We build a simple model of the optical/ultraviolet (UV) emission from irradiation of the outer disc by the inner disc and coronal emission in black hole binaries. We apply this to the broad-band Swift data from the outburst of the black hole binary XTE J1817-330 to confirm previous results that the optical/UV emission in the soft state is consistent with a reprocessing a constant fraction of the bolometric X-ray luminosity. However, this is very surprising as the disc temperature drops by more than a factor of 3 in the soft state, which should produce a marked change in the reprocessing efficiency. The easiest way to match the observed constant reprocessed fraction is for the disc skin to be highly ionized (as suggested 30 yr ago by van Paradijs), so that the bulk of the disc flux is reflected and only the hardest X-rays heat the disc. The constant reprocessed fraction also favours direct illumination of the disc over a scattering origin as the optical depth/solid angle of any scattering material (wind/corona) over the disc should decrease as the source luminosity declines. By contrast, the reprocessed fraction increases very significantly (by a factor of ∼6) as the source enters the hard state. This dramatic change is not evident from X-ray/UV flux correlations as it is masked by bandpass effects. However, it does not necessarily signal a change in emission, for example, the emergence of the jet dominating the optical/UV flux as the reflection albedo must change with the dramatic change in spectral shape.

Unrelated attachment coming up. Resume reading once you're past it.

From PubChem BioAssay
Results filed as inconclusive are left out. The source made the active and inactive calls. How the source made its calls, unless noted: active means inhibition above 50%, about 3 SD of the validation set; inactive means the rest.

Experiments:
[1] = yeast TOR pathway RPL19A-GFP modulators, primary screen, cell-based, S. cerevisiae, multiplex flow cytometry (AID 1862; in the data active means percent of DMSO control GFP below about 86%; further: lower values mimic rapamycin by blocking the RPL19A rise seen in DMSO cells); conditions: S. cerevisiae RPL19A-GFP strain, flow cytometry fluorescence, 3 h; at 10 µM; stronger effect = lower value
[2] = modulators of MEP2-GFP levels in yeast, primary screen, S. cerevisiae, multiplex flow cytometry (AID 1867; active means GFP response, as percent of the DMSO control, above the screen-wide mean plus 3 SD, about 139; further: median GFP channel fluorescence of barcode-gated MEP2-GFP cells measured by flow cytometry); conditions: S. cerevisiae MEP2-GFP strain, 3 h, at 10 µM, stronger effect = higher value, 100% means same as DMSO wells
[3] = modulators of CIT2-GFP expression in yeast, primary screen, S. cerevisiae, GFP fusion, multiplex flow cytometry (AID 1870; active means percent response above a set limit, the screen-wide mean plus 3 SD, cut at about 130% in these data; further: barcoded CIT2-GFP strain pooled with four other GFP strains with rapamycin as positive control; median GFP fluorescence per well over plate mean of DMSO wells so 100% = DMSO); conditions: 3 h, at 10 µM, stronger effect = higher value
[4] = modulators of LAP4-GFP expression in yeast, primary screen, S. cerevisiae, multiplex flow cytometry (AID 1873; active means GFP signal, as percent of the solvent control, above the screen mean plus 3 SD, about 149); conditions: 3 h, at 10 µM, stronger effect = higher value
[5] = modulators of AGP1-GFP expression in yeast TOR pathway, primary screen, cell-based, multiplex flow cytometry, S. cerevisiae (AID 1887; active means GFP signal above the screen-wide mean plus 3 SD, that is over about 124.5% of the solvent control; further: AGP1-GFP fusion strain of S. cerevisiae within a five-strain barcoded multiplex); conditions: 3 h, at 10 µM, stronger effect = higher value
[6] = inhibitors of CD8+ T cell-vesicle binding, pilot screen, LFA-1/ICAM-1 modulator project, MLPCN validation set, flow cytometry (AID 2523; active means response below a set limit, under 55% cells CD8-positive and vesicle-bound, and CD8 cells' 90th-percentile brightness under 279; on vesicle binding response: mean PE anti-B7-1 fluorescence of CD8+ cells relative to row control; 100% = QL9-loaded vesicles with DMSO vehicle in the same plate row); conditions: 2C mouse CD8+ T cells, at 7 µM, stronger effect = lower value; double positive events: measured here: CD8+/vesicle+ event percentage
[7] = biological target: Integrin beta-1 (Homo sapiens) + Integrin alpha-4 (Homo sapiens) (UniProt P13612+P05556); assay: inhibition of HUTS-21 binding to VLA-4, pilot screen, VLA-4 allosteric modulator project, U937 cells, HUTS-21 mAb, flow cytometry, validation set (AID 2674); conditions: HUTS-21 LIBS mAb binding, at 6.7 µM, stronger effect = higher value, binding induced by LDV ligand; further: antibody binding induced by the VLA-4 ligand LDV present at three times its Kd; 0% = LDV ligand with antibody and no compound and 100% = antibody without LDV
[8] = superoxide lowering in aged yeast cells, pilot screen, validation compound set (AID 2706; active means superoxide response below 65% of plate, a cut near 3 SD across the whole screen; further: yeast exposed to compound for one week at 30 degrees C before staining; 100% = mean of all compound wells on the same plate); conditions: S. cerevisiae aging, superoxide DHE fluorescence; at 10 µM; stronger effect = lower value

- Accretion, accretion discs
- X-rays: binaries